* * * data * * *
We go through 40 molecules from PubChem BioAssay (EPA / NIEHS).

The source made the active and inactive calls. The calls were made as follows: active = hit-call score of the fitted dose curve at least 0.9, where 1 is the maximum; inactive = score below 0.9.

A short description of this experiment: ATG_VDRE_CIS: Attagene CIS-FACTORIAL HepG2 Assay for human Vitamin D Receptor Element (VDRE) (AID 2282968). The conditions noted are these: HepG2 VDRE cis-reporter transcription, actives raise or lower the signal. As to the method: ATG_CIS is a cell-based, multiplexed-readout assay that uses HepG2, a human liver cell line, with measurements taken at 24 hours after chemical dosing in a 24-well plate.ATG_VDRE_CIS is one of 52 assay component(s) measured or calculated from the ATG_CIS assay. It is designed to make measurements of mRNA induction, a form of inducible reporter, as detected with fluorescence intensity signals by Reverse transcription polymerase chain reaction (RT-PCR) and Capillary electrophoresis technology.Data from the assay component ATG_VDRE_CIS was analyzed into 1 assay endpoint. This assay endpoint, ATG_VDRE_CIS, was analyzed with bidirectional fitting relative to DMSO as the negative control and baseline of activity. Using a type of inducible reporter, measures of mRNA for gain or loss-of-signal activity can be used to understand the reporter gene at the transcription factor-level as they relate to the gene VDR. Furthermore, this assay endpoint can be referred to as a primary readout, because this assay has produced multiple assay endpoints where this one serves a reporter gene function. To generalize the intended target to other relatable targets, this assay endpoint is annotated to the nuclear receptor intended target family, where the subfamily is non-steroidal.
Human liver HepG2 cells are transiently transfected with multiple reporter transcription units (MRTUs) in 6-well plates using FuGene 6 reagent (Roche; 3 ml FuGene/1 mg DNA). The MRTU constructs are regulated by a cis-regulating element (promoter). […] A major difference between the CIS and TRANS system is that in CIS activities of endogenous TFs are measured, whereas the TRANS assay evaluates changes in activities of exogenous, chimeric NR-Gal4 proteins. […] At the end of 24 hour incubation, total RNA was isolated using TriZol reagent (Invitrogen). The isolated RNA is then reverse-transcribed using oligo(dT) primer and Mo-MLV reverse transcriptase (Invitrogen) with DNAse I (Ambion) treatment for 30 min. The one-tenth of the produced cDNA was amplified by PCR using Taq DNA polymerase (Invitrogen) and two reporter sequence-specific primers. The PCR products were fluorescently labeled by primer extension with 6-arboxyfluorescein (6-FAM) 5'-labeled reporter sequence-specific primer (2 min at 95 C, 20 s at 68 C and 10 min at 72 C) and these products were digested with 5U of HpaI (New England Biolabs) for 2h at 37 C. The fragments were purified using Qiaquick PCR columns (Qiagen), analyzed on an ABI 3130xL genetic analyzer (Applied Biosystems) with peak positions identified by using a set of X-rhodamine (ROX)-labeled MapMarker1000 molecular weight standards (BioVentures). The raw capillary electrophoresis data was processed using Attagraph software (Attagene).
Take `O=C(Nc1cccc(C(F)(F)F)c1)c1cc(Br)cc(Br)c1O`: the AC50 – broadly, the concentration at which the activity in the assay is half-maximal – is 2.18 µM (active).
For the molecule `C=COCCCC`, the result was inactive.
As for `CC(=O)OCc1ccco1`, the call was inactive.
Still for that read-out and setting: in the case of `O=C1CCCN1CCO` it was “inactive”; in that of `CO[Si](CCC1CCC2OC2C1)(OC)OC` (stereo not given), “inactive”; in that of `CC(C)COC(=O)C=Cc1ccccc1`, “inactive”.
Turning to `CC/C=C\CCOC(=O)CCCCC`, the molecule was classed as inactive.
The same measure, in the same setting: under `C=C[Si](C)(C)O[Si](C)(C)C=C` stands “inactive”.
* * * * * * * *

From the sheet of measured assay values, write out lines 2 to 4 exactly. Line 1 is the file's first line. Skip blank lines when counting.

The source made the active and inactive calls. The calls were made as follows: active = hit-call score of the fitted dose curve at least 0.9, where 1 is the maximum; inactive = score below 0.9.

A short description of this experiment: ATG_VDRE_CIS: Attagene CIS-FACTORIAL HepG2 Assay for human Vitamin D Receptor Element (VDRE) (AID 2282968). The conditions noted are these: HepG2 VDRE cis-reporter transcription, actives raise or lower the signal. As to the method: ATG_CIS is a cell-based, multiplexed-readout assay that uses HepG2, a human liver cell line, with measurements taken at 24 hours after chemical dosing in a 24-well plate.ATG_VDRE_CIS is one of 52 assay component(s) measured or calculated from the ATG_CIS assay. It is designed to make measurements of mRNA induction, a form of inducible reporter, as detected with fluorescence intensity signals by Reverse transcription polymerase chain reaction (RT-PCR) and Capillary electrophoresis technology.Data from the assay component ATG_VDRE_CIS was analyzed into 1 assay endpoint. This assay endpoint, ATG_VDRE_CIS, was analyzed with bidirectional fitting relative to DMSO as the negative control and baseline of activity. Using a type of inducible reporter, measures of mRNA for gain or loss-of-signal activity can be used to understand the reporter gene at the transcription factor-level as they relate to the gene VDR. Furthermore, this assay endpoint can be referred to as a primary readout, because this assay has produced multiple assay endpoints where this one serves a reporter gene function. To generalize the intended target to other relatable targets, this assay endpoint is annotated to the nuclear receptor intended target family, where the subfamily is non-steroidal.
Human liver HepG2 cells are transiently transfected with multiple reporter transcription units (MRTUs) in 6-well plates using FuGene 6 reagent (Roche; 3 ml FuGene/1 mg DNA). The MRTU constructs are regulated by a cis-regulating element (promoter). […] A major difference between the CIS and TRANS system is that in CIS activities of endogenous TFs are measured, whereas the TRANS assay evaluates changes in activities of exogenous, chimeric NR-Gal4 proteins. […] At the end of 24 hour incubation, total RNA was isolated using TriZol reagent (Invitrogen). The isolated RNA is then reverse-transcribed using oligo(dT) primer and Mo-MLV reverse transcriptase (Invitrogen) with DNAse I (Ambion) treatment for 30 min. The one-tenth of the produced cDNA was amplified by PCR using Taq DNA polymerase (Invitrogen) and two reporter sequence-specific primers. The PCR products were fluorescently labeled by primer extension with 6-arboxyfluorescein (6-FAM) 5'-labeled reporter sequence-specific primer (2 min at 95 C, 20 s at 68 C and 10 min at 72 C) and these products were digested with 5U of HpaI (New England Biolabs) for 2h at 37 C. The fragments were purified using Qiaquick PCR columns (Qiagen), analyzed on an ABI 3130xL genetic analyzer (Applied Biosystems) with peak positions identified by using a set of X-rhodamine (ROX)-labeled MapMarker1000 molecular weight standards (BioVentures). The raw capillary electrophoresis data was processed using Attagraph software (Attagene).